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Recent Commission Comments on the Tax Implications of Overseas Earnings and Offshore Cash Holdings

SEC Comment LettersThe Financial Times ran a piece on Monday noting the the Securities and Exchange Commission’s Division of Corporation Finance has been increasingly focusing on disclosure regarding the tax implications of overseas earnings and offshore cash holdings in accounting and regulatory reviews of company filings.

Below are some of the recurring comments that the Commission has been issuing*:

  1. Please disclose the amount of cash, cash equivalents and investments held outside the U.S. Please also describe any potential income tax consequences or other limitations that may impact your ability to repatriate cash, cash equivalents and investments held outside of the U.S.
  2. Please tell us what consideration you gave to providing a discussion of the need to repatriate undistributed earnings of foreign subsidiaries and the associated potential tax impact.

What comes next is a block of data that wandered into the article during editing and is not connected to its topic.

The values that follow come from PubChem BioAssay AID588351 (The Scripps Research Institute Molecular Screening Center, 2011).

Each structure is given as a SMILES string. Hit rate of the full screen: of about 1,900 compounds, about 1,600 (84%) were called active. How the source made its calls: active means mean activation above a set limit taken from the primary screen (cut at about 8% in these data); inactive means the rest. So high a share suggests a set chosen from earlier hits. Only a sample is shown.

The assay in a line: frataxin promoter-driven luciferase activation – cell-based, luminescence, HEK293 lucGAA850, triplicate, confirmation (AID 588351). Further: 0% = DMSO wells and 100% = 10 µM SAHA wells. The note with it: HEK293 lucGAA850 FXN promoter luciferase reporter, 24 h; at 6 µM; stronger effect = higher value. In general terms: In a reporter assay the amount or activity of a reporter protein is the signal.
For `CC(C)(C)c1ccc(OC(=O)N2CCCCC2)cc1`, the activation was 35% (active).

3. Please tell us how you considered providing disclosures that explain how having earnings in countries where you have different statutory tax rates impacts your effective income tax rates and obligations. In this regard, you should consider explaining the relationship between the foreign and domestic effective tax rates in greater detail as it appears as though separately discussing the foreign effective income tax rates may be important information necessary to understanding your results of operations. To the extent that certain countries have had a more significant impact on your effective tax rate, then tell us how you considered disclosing this information and including a discussion regarding how potential changes in such countries’ operations may impact your results of operations.

Most of the above also refer back to Item 303(a)(1) of Regulation S-K, addressing liquidity in MD&A disclosure, and Sections III.B and IV of Interpretive Release 33-8350, addressing the Commission’s guidance on MD&A content and focus, and on liquidity and capital resources disclosure. Both of which you may want to revisit as we approach the quarter’s end.

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*Remember, comment letters are released no earlier than 20 business days after the Commission has completed its review.

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